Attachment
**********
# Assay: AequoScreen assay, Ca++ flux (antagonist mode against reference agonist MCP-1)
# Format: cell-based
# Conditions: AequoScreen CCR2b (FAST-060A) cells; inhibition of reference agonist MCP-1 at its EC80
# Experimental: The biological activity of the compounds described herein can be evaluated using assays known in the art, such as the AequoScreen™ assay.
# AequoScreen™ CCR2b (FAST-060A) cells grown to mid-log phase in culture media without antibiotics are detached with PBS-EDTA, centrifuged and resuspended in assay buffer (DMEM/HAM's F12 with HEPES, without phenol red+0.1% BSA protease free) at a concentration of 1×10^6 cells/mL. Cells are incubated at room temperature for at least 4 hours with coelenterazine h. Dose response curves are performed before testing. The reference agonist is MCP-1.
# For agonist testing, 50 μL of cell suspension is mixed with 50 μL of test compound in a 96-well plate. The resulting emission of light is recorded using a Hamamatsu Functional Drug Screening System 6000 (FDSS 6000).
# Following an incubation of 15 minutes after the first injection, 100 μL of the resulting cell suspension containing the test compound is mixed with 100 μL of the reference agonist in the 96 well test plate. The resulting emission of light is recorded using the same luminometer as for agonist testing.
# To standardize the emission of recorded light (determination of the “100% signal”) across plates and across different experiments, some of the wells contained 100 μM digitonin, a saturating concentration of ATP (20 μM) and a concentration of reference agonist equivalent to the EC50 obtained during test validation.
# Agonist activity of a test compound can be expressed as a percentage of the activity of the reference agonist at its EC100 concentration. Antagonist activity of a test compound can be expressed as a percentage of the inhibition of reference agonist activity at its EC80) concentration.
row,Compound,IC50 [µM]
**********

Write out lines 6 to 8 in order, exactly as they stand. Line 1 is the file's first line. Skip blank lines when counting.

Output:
# For agonist testing, 50 μL of cell suspension is mixed with 50 μL of test compound in a 96-well plate. The resulting emission of light is recorded using a Hamamatsu Functional Drug Screening System 6000 (FDSS 6000).
# Following an incubation of 15 minutes after the first injection, 100 μL of the resulting cell suspension containing the test compound is mixed with 100 μL of the reference agonist in the 96 well test plate. The resulting emission of light is recorded using the same luminometer as for agonist testing.
# To standardize the emission of recorded light (determination of the “100% signal”) across plates and across different experiments, some of the wells contained 100 μM digitonin, a saturating concentration of ATP (20 μM) and a concentration of reference agonist equivalent to the EC50 obtained during test validation.